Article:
Why Doctors Don’t Do What Works

By Barby Ingle, Columnist

Let’s examine infusion therapies. There are multiple types, including intravenous ketamine, plasma, stem cell, immunoglobulin and lidocaine.

I have tried many of these and know from personal experience that they can work. I have also been by the side of friends who have undergone infusions with great success, including some who have gone into remission.

Infusion therapy is being performed for patients with all kinds of neuropathy conditions and it helps many recipients. It is just hard to find a doctor who will perform infusions for anything outside of IV-chemotherapy for cancer patients. Why?

Right off the bat, let’s consider costs. In the case of intravenous immunoglobulin, it is very expensive to make, so insurance companies fight it a lot and that discourages doctors from offering it.

IV-lidocaine offers some relief, but is short lasting. In the case of IV-ketamine, it is an inexpensive drug and insurance companies are covering it in many cases, depending on documentation and the protocol being used.

I know that many doctors are underpaid. They are getting cutback by insurance companies and on treatment reimbursements with Medicare. Malpractice insurance rates are very high and many doctors still have thousands of dollars in student loans to pay. Those that have their own practice make less because of the overhead costs of location and staffing.

As a former business owner, I see the valid points the doctors are making. As a patient, I wish I could fix these reasons so that more patients could be helped.

Since learning about IV therapies myself back in 2007, I started asking around for names of doctors who are performing them as viable treatment option for chronic pain diseases. What I found was that the list was very small. I started asking questions of pain doctors specifically. I did not do this as “patient Barby,” but as director of the International Pain Foundation.

Some of these doctors have seen me over the past 10 years go from “wheels to heels.” They cannot believe their eyes when they see me now. Yet they still give reasons and obstacles for not wanting to offer infusion treatments.

Many have very small offices. Even at pain management and surgical facilities, the patient takes up a spot in the recovery room or infusion room for half a day. That becomes prohibitive for doctors to deal with because it cuts down the number of patients they can treat and the amount of money they can make.

In medical school, doctors have to choose a specialty. They get general studies that include a little info on this and a little on that, but unless a doctor is interested in studying the specialty that includes your condition, they may not have ever heard of it. Even if they did study your particular condition, they may have gotten only four hours of training on it.

Looking at it from the other side, doctors do have little time for treating patients, and they have required continuing education hours that they also have to fit in. Some tend to stick to classes that reflect their area of interest, so they are not getting a wide variety of knowledge that, as patients, we tend to believe occurs. I learned the hard way that doctors are not created equal. If an illness or condition is not their specialty, they do not invest in it.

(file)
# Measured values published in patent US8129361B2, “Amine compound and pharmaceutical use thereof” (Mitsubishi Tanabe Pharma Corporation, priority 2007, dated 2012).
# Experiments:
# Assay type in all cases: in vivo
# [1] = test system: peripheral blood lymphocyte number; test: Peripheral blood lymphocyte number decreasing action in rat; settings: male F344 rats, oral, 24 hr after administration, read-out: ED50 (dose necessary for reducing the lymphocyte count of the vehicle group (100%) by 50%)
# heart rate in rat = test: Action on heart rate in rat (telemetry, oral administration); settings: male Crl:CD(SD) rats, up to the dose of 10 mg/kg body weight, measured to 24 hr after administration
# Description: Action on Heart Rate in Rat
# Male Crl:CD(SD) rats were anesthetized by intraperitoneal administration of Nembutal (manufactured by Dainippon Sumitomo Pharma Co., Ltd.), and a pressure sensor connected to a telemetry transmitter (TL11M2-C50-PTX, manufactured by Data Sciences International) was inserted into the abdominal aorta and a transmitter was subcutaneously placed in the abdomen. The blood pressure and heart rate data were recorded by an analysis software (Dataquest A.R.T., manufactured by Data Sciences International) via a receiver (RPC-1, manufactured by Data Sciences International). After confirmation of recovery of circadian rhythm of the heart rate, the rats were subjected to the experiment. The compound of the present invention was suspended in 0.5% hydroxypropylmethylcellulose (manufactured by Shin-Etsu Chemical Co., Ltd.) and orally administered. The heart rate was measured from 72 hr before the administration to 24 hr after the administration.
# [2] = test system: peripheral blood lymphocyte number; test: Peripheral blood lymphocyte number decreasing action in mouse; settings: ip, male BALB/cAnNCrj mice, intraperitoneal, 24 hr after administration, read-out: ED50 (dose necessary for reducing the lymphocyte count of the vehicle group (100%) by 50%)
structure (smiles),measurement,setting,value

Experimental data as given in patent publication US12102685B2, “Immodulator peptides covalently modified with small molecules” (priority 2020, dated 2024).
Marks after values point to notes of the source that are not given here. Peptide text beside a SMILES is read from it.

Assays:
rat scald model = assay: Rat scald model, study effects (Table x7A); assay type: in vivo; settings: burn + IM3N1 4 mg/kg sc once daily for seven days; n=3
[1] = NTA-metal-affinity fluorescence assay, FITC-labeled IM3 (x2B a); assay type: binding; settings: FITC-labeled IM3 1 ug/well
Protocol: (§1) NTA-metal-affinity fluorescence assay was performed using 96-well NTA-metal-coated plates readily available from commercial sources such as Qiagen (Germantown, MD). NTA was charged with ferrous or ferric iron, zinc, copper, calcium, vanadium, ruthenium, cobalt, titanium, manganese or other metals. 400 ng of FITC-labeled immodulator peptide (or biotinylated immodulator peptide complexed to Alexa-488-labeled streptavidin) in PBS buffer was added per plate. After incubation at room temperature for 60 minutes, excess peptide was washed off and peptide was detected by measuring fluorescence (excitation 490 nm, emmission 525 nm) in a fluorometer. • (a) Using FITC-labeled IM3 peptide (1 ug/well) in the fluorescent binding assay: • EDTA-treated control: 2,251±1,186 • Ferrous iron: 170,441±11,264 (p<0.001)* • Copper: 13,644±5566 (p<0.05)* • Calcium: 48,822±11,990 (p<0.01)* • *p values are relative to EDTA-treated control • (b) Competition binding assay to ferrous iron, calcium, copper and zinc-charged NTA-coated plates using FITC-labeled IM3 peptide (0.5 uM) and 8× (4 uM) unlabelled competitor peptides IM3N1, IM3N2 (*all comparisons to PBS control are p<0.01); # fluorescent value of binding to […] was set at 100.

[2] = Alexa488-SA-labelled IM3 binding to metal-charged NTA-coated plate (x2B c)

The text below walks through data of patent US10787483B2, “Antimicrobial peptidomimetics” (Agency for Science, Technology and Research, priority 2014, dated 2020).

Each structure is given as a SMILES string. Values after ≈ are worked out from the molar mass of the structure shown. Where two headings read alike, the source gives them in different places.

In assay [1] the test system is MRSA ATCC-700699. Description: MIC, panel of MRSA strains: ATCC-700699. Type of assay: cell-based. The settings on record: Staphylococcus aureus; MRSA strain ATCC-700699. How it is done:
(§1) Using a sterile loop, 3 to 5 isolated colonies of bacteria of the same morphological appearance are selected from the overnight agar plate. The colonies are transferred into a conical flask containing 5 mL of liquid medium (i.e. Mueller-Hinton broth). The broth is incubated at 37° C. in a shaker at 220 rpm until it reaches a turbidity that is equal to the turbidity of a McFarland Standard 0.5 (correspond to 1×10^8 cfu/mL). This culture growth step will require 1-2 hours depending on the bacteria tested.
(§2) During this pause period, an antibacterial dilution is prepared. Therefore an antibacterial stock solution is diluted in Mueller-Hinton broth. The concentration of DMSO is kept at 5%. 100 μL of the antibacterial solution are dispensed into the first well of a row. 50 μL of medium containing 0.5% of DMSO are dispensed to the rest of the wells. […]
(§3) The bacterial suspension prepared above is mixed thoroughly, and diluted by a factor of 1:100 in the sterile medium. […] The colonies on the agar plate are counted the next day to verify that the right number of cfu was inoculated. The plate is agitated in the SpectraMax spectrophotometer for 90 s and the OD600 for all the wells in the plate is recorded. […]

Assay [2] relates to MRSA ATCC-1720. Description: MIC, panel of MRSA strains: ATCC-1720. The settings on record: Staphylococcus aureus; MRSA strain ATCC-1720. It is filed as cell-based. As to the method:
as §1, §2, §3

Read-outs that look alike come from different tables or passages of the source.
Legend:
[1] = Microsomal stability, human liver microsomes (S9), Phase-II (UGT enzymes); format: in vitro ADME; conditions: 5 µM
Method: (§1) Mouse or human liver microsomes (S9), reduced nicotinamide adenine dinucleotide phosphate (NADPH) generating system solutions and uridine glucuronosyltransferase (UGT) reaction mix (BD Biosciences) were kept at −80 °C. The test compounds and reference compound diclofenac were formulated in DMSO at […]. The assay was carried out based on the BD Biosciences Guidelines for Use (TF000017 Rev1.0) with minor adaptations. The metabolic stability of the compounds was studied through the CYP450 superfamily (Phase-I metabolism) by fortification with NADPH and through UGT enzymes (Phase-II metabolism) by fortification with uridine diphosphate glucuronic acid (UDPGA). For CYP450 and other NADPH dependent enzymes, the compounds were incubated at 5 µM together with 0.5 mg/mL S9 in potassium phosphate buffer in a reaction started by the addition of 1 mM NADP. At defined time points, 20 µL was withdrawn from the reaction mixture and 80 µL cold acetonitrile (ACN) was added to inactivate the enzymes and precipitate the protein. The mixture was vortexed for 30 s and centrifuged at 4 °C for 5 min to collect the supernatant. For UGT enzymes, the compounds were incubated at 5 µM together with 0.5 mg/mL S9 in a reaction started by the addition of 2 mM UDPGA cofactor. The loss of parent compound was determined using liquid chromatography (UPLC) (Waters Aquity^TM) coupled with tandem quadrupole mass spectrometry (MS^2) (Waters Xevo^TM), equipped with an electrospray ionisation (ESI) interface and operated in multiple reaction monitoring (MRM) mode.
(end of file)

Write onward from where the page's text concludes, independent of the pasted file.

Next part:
When you have an IV-ketamine infusion, a certified nurse needs to be present and monitor you the entire time. He or she can’t just come and go. Taking one staff member away for four hours at a time increases a doctor’s overhead expenses. Most doctors could not survive this type of set up. They need to see more patients.

Not only are you taking vital staff away when getting an IV infusion, you are using space. If you are taking up a chair in the recovery room at a doctor’s facility for hours, the doctor is unable to fill that chair with other paying patients. Not just paying patients, but patients who also need help, just as much as you do.

When insurance companies start to compensate doctors appropriately for IV therapies, it will resolve many of these issues and more doctors will offer infusions. I pray that it becomes widespread as an option.

In 2007, I was at a medical conference where Dr. Robert Schwartzman was speaking on infusion therapy and he said, “It will soon be the standard treatment for RSD patients.”

“Soon” in medical terms can often be 8 to 10 years. It is about time that we get better access to proper and timely care.

Barby Ingle suffers from Reflex Sympathetic Dystrophy (RSD) and endometriosis. Barby is a chronic pain educator, patient advocate, and president of the International Pain Foundation. She is also a motivational speaker and best-selling author on pain topics.

More information about Barby can be found at her website.

The information in this column should not be considered as professional medical advice, diagnosis or treatment. It is for informational purposes only and represents the author’s opinions alone. It does not inherently express or reflect the views, opinions and/or positions of Pain News Network.